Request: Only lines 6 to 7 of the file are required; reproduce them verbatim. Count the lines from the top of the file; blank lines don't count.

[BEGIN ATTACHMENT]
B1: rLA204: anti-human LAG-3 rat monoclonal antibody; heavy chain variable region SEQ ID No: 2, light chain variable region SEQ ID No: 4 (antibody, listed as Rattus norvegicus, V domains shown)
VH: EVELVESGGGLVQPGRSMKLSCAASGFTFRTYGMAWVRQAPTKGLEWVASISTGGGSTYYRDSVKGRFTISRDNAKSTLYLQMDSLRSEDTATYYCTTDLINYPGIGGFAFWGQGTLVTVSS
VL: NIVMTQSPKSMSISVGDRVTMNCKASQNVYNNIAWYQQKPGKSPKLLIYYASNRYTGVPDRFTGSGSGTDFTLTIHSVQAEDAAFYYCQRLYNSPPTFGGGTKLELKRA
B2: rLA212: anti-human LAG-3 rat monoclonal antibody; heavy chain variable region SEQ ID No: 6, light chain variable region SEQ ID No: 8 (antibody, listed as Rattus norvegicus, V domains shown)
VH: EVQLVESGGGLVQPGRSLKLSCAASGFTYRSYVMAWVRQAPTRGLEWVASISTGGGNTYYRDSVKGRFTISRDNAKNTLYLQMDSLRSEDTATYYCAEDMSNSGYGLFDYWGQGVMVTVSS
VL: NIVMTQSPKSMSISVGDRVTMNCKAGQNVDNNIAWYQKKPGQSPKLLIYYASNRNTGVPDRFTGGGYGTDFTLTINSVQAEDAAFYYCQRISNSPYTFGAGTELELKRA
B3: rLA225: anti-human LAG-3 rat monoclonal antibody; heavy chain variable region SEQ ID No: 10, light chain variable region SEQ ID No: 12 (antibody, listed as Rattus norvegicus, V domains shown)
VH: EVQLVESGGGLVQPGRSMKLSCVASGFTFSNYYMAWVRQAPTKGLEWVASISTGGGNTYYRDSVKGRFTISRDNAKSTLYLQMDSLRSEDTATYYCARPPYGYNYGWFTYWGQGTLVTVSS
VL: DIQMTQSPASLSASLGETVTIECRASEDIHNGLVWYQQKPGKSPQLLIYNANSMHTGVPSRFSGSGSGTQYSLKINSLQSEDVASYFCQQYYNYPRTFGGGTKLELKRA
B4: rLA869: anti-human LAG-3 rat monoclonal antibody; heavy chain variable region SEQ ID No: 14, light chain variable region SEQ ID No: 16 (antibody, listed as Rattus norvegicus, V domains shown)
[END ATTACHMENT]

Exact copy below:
VL: NIVMTQSPKSMSISVGDRVTMNCKAGQNVDNNIAWYQKKPGQSPKLLIYYASNRNTGVPDRFTGGGYGTDFTLTINSVQAEDAAFYYCQRISNSPYTFGAGTELELKRA
B3: rLA225: anti-human LAG-3 rat monoclonal antibody; heavy chain variable region SEQ ID No: 10, light chain variable region SEQ ID No: 12 (antibody, listed as Rattus norvegicus, V domains shown)